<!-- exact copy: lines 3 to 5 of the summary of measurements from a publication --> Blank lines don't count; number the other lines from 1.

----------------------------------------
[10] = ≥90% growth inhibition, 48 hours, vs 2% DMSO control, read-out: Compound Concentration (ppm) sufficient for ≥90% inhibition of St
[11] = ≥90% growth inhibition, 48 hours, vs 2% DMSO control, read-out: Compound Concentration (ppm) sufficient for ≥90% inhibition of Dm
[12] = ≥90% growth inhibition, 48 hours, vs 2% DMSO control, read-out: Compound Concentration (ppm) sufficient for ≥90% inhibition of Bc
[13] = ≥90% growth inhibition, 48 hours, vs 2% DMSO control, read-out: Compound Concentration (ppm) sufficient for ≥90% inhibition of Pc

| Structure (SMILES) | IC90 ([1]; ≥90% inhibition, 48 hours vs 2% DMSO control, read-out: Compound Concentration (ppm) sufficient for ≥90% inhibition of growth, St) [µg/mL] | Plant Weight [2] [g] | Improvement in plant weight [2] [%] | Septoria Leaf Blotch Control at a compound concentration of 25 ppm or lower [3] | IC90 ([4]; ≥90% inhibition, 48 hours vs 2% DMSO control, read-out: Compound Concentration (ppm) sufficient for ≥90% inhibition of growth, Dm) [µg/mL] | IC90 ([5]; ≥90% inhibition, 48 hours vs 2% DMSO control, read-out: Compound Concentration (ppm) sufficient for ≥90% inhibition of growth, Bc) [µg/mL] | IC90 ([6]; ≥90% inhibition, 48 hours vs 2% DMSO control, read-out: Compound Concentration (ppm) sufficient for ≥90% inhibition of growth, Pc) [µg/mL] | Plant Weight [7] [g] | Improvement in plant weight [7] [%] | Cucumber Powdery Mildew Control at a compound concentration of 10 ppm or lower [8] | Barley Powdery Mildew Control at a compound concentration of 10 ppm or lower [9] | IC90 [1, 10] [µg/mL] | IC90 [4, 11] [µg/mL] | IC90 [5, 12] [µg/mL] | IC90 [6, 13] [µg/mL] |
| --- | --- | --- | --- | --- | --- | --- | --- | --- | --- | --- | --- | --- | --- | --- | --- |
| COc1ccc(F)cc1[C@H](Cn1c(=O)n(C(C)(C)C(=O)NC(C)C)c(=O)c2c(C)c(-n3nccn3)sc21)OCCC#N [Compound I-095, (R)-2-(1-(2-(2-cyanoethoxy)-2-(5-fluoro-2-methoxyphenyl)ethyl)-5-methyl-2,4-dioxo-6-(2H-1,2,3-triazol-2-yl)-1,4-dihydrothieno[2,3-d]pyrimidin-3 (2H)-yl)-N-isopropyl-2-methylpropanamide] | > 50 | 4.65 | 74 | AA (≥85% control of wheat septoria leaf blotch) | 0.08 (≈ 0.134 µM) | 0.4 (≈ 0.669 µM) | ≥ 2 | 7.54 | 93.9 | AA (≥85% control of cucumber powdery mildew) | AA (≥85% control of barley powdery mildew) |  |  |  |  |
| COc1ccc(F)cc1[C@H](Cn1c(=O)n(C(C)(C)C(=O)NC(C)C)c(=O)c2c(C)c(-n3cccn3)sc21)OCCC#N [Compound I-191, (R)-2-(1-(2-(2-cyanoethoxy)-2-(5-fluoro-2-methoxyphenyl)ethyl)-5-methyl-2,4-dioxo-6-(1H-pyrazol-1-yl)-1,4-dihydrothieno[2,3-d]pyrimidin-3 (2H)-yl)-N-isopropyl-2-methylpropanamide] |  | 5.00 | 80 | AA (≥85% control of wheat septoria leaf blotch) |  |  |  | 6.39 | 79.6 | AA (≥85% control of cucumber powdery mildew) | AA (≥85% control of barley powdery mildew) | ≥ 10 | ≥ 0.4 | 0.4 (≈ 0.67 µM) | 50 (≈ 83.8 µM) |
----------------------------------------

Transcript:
[12] = ≥90% growth inhibition, 48 hours, vs 2% DMSO control, read-out: Compound Concentration (ppm) sufficient for ≥90% inhibition of Bc
[13] = ≥90% growth inhibition, 48 hours, vs 2% DMSO control, read-out: Compound Concentration (ppm) sufficient for ≥90% inhibition of Pc

| Structure (SMILES) | IC90 ([1]; ≥90% inhibition, 48 hours vs 2% DMSO control, read-out: Compound Concentration (ppm) sufficient for ≥90% inhibition of growth, St) [µg/mL] | Plant Weight [2] [g] | Improvement in plant weight [2] [%] | Septoria Leaf Blotch Control at a compound concentration of 25 ppm or lower [3] | IC90 ([4]; ≥90% inhibition, 48 hours vs 2% DMSO control, read-out: Compound Concentration (ppm) sufficient for ≥90% inhibition of growth, Dm) [µg/mL] | IC90 ([5]; ≥90% inhibition, 48 hours vs 2% DMSO control, read-out: Compound Concentration (ppm) sufficient for ≥90% inhibition of growth, Bc) [µg/mL] | IC90 ([6]; ≥90% inhibition, 48 hours vs 2% DMSO control, read-out: Compound Concentration (ppm) sufficient for ≥90% inhibition of growth, Pc) [µg/mL] | Plant Weight [7] [g] | Improvement in plant weight [7] [%] | Cucumber Powdery Mildew Control at a compound concentration of 10 ppm or lower [8] | Barley Powdery Mildew Control at a compound concentration of 10 ppm or lower [9] | IC90 [1, 10] [µg/mL] | IC90 [4, 11] [µg/mL] | IC90 [5, 12] [µg/mL] | IC90 [6, 13] [µg/mL] |